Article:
Kazakhstan’s fuel market is undergoing major changes, with the country now benefitting from a surplus of gasoline and diesel supply for the first time in years.
The Central Asian republic has grappled with a series of fuel shortages in recent years, despite its status as a crude oil exporter. In 2010, however, Astana launched a sweeping modernisation programme at its three Soviet-era refineries, aimed at expanding their processing capacity and shifting their product slate towards lighter distillates such as gasoline, diesel and jet kerosene. Eight years later, the programme is finally nearing completion.
Kazakhstan finished upgrading the Pavlodar refinery at the end of 2017, with work at its two other plants at Atyrau and Shymkent expected to wrap up later this year. As such, the country is now producing more than enough diesel and gasoline to cover domestic demand.
Kazakhstan’s energy ministry has forecast that production of gasoline and diesel will outstrip demand by 1.5-2.0 million tpy once the modernisation programme is finished. Meanwhile, overall oil products output is seen climbing by 8% this year to 15.3 million tpy.
The ministry is currently looking to impose a temporary ban on imports of Russian gasoline, to ensure that a supply glut does not arise on the domestic market. Kazenergy, a lobby group of Kazakhstan’s oil industry, has also called on the government to slash taxes on domestically produced gasoline. The current excise duty on local gasoline is set at 10,500 tenge (US$32) per tonne, whereas the duty on Russian imports is only 4,500 tenge (US$13.50). Kazenergy’s general director, Aset Magauov, warned last week that a ban on Russian supplies would be necessary as long as this disparity existed.
Astana is also in talks with Moscow to lift a restriction on its own exports of motor fuels. Under an agreement with Russia in 2014, Kazakhstan banned the sale of its gasoline and diesel to countries outside the Eurasian Customs Union (EACU), which besides Kazakhstan includes Armenia, Belarus, Kyrgyzstan and Russia. In exchange, Kazakhstan receives a volume of duty-free fuel supplies from Russian producers. Contravening EACU rules, Astana has also prohibited sales to other members of the trade bloc to safeguard domestic supply.
Kazakhstan has long eyed a share of the Central Asian fuel market, which has traditionally been dominated by Russian suppliers such as Rosneft and Gazprom Neft. In practice, its ban on fuel sales to Kyrgyzstan has proved ineffectual anyway, as a growing black market for gasoline and diesel has emerged at the countries’ border. By removing trade barriers, the government will gain access to a lucrative new source of revenues.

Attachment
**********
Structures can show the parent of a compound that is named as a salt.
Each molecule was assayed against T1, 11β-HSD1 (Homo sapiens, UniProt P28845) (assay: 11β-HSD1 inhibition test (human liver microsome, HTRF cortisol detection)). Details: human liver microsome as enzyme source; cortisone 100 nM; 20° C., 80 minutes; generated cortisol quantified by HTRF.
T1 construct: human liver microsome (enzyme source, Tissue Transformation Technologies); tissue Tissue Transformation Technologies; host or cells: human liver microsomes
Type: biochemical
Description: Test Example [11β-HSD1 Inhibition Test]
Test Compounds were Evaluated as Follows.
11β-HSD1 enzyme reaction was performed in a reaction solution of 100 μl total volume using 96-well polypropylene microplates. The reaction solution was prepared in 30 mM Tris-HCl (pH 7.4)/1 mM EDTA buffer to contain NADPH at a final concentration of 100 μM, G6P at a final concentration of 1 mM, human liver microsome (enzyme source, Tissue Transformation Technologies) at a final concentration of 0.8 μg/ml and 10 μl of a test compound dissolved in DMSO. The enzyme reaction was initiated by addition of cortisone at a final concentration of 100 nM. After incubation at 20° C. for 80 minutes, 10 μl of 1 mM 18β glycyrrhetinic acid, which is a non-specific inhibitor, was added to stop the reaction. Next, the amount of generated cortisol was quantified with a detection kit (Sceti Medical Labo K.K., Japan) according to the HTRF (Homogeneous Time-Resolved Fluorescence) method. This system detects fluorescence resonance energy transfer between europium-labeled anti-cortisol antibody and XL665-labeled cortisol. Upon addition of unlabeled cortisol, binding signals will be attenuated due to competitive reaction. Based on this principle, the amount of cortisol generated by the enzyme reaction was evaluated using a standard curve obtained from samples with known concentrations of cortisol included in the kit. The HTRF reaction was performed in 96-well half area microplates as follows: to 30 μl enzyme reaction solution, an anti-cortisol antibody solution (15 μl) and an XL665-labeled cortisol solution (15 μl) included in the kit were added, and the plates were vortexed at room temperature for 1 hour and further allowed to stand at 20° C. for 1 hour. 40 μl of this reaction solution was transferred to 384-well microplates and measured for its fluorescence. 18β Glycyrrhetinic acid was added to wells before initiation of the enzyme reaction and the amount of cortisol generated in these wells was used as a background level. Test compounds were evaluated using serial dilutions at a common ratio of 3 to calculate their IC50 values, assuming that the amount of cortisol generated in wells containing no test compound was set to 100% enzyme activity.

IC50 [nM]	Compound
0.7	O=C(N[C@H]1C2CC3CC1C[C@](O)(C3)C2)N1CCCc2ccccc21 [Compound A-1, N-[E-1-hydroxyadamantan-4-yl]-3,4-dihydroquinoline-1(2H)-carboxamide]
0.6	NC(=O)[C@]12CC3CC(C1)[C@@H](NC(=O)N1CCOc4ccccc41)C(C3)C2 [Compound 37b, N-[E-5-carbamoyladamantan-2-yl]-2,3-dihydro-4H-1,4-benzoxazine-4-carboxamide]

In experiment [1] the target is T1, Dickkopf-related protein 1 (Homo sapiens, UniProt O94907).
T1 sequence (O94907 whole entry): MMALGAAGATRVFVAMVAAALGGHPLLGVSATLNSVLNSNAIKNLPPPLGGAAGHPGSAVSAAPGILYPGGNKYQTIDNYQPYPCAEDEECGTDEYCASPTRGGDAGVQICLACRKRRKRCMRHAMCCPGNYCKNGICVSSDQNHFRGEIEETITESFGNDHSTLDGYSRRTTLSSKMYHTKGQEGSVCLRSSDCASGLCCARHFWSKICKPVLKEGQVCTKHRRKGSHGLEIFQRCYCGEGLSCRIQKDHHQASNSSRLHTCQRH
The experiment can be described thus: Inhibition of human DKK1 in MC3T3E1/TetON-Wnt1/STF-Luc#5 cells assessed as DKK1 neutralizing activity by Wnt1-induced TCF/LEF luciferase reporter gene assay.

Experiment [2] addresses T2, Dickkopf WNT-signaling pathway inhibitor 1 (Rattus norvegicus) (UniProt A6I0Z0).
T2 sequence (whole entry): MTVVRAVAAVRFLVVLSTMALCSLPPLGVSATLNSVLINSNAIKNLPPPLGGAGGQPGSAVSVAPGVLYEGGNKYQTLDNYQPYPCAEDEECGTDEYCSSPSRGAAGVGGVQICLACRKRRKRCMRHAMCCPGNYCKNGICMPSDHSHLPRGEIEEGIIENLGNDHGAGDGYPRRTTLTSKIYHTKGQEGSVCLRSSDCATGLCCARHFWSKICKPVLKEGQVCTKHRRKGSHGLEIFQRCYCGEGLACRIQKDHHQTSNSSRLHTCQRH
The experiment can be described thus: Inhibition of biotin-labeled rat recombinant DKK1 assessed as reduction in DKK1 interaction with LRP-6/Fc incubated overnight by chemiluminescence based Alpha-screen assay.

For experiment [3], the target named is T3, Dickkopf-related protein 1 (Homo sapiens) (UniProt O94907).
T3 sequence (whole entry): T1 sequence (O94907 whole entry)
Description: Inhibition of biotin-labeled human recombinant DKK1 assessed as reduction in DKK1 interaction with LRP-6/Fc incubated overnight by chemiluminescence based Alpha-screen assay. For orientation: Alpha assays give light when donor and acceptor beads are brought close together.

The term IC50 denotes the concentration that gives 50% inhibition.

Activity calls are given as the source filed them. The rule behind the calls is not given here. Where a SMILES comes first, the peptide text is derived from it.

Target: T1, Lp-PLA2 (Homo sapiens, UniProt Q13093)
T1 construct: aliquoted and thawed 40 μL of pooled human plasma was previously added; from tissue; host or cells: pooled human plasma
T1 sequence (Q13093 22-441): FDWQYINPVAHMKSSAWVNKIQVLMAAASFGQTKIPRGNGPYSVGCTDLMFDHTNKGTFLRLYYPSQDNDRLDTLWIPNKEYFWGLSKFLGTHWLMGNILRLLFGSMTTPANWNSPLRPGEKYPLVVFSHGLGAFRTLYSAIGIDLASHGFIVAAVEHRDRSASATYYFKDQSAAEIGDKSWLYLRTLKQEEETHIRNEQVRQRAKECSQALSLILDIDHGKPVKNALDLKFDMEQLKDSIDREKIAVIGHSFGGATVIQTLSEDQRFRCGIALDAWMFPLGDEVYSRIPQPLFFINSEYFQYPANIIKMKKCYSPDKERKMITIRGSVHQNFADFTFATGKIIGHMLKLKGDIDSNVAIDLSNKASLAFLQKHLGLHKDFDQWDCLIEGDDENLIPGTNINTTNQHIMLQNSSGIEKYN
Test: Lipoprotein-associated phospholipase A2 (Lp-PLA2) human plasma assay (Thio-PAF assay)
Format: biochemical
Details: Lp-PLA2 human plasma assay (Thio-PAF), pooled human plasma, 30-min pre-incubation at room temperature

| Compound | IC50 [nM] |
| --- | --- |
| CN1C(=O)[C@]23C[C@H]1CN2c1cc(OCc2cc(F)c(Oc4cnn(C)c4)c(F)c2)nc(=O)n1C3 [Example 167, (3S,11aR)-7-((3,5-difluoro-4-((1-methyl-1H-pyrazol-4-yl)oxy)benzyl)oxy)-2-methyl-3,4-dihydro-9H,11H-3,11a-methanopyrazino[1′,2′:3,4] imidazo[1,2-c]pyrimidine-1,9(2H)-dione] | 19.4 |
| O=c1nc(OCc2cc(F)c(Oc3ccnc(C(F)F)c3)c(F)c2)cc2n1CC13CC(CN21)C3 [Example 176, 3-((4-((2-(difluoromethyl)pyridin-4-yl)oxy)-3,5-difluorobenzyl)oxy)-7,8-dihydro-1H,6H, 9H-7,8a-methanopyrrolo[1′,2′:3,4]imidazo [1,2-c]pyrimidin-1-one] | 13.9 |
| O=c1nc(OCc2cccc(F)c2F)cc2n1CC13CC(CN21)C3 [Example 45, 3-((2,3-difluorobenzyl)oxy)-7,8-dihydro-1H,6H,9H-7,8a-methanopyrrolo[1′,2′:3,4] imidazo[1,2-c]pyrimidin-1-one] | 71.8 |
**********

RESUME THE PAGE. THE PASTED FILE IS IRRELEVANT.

A fourth refinery
Kazakhstan has also unveiled plans for the construction of a fourth refinery in the western part of the country, claiming another plant will be needed to cope with domestic fuel demand after 2025.
The project has been discussed for years and is still in the early stages of development. However, the government appears to have been focusing more on the plan since refinery shutdowns last autumn sparked nationwide gasoline shortages.
In February, Energy Minister Kanat Bozumbayev said a working group had been set up to draw investment and prepare a feasibility study for the project. The ministry has suggested that construction of the facility could begin in 2019, with a view to launching production in 2022. It is likely to be sited in Shymkent, Aktau or Aktobe.
During a working visit to Beijing, Kazakh President Nursultan Nazarbayev suggested that Chinese investors could take a 50% stake in the project, which he estimated would cost US$2 billion. China’s state-owned CNPC already controls a majority share of the Shymkent refinery through a joint venture with Kazakh NOC KazMunaiGas (KMG).
Kazakhstan is also working on another downstream project with Russia’s Lukoil. The latter broke ground on a US$85 million plant capable of churning out 100,000 tpy of lubricants in Almaty last year. The facility is slated for commercial launch in 2019.